Archbishop Protase Rugambwa, adjunct secretary of the Congregation for the Evangelization of Peoples and president of the Pontifical Missionary Societies (PMS) opened on May 29, 2017, the General Assembly that is being held in Rome until June 3.
“Let us reflect together on “the Mission, the heart of the Christian Faith,” said the prelate in his introduction, before adding: “Let us have the courage of conversion, discernment, and authentic reform of each of us and of the institutions we serve, namely, the Pontifical Mission Societies.”
Archbishop Rugambwa then announced the Holy Father's approval of the proposal to “convene an Extraordinary Missionary Month in October 2019 to commemorate the centenary of the promulgation of the encyclical Maximum Illud – under Pope Benedict XV’s pontificate – and in order to promote the missionary commitment of the Church”.
The Pontifical Missionary Societies are an organization dependent on the Congregation for the Evangelization of the Peoples. They are active in 140 countries and promote and support missions by acting in the charitable, pastoral, social, and medical fields.
France played an important part in the birth of this missionary work, as can be seen from a quick chronological summary of the history of the PMS:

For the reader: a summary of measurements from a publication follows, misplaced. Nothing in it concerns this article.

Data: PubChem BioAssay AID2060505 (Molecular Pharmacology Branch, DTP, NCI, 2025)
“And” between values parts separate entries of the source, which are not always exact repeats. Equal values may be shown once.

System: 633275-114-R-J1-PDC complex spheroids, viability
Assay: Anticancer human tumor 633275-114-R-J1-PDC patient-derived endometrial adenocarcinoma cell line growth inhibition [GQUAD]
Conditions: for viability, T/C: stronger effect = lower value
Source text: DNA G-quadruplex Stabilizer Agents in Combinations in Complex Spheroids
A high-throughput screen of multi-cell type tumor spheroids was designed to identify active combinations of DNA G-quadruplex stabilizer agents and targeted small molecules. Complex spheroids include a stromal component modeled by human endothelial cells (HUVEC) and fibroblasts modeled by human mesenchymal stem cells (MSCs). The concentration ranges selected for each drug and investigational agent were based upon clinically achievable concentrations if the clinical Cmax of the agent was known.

- 1822: Inspired by the intuition of Pauline Jaricot, in Lyon (France), the work of the Propagation of the Faith is founded to support missions on all continents.
- 1843: Bishop de Forbin-Janson in Nancy (France) founds the Association of the Holy Childhood – known today as the Missionary Childhood Association – to encourage children to take an interest in missions for children throughout the world and to contribute by prayer and alms.
- 1889: In Caen (France), Jeanne Bigard and her mother Stéphanie start the Work of St. Peter the Apostle, in order to provide financial and spiritual support for the formation of priests in missionary countries.
- 1922: Pope Pius XI declares the work of the Propagation of the Faith and the Work of St. Peter the Apostle “pontifical” and encourages them to settle in every country.
The global financing provided by the Pontifical Missionary Societies is about 145,000,000€. France provides about 8,000,000€. And yet, 1/3 of the projects proposed remain without financing.